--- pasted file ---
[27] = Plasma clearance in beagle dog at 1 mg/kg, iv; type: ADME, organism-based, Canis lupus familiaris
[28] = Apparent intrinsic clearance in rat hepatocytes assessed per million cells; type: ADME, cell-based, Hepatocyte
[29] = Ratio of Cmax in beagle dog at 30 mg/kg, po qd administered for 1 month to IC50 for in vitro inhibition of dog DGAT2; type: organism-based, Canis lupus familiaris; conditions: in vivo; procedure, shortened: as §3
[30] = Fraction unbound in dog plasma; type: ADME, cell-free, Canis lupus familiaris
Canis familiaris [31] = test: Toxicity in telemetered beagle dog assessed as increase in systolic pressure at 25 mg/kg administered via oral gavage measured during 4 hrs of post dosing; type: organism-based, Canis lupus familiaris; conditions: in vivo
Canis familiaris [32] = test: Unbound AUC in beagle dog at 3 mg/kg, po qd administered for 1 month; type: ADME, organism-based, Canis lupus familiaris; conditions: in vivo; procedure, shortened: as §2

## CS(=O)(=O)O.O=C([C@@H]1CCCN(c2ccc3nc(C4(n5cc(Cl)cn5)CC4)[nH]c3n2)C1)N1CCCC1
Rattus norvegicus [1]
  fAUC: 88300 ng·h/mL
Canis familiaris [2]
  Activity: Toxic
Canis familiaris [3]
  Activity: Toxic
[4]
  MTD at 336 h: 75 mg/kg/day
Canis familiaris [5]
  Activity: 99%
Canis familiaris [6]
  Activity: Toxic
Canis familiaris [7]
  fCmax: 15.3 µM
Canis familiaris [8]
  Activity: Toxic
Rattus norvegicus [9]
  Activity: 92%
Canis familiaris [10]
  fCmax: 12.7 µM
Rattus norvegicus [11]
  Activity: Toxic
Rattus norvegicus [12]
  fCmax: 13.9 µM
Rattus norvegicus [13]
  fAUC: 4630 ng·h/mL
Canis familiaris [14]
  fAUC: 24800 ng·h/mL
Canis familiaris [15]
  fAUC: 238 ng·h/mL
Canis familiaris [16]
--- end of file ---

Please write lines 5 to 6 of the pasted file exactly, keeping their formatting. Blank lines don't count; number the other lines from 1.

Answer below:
Canis familiaris [31] = test: Toxicity in telemetered beagle dog assessed as increase in systolic pressure at 25 mg/kg administered via oral gavage measured during 4 hrs of post dosing; type: organism-based, Canis lupus familiaris; conditions: in vivo
Canis familiaris [32] = test: Unbound AUC in beagle dog at 3 mg/kg, po qd administered for 1 month; type: ADME, organism-based, Canis lupus familiaris; conditions: in vivo; procedure, shortened: as §2